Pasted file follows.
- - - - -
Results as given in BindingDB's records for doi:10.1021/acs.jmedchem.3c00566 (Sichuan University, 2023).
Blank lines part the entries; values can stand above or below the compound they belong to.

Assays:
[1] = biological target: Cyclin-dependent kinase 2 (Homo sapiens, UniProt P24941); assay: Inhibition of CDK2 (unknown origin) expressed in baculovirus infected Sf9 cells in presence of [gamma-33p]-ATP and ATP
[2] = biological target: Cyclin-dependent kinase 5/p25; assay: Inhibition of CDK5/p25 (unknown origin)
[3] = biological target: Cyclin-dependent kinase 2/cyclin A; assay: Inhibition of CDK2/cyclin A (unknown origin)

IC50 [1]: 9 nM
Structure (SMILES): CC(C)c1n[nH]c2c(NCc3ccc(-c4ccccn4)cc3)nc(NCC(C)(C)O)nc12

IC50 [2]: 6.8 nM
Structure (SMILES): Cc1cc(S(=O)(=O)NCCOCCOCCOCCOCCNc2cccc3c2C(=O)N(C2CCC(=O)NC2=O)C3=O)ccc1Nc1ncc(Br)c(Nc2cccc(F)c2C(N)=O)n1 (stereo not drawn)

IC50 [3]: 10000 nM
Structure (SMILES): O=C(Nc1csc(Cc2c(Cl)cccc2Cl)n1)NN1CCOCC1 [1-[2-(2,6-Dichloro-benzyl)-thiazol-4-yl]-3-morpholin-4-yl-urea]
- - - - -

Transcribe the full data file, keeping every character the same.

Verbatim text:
Results as given in BindingDB's records for doi:10.1021/acs.jmedchem.3c00566 (Sichuan University, 2023).
Blank lines part the entries; values can stand above or below the compound they belong to.

Assays:
[1] = biological target: Cyclin-dependent kinase 2 (Homo sapiens, UniProt P24941); assay: Inhibition of CDK2 (unknown origin) expressed in baculovirus infected Sf9 cells in presence of [gamma-33p]-ATP and ATP
[2] = biological target: Cyclin-dependent kinase 5/p25; assay: Inhibition of CDK5/p25 (unknown origin)
[3] = biological target: Cyclin-dependent kinase 2/cyclin A; assay: Inhibition of CDK2/cyclin A (unknown origin)

IC50 [1]: 9 nM
Structure (SMILES): CC(C)c1n[nH]c2c(NCc3ccc(-c4ccccn4)cc3)nc(NCC(C)(C)O)nc12

IC50 [2]: 6.8 nM
Structure (SMILES): Cc1cc(S(=O)(=O)NCCOCCOCCOCCOCCNc2cccc3c2C(=O)N(C2CCC(=O)NC2=O)C3=O)ccc1Nc1ncc(Br)c(Nc2cccc(F)c2C(N)=O)n1 (stereo not drawn)

IC50 [3]: 10000 nM
Structure (SMILES): O=C(Nc1csc(Cc2c(Cl)cccc2Cl)n1)NN1CCOCC1 [1-[2-(2,6-Dichloro-benzyl)-thiazol-4-yl]-3-morpholin-4-yl-urea]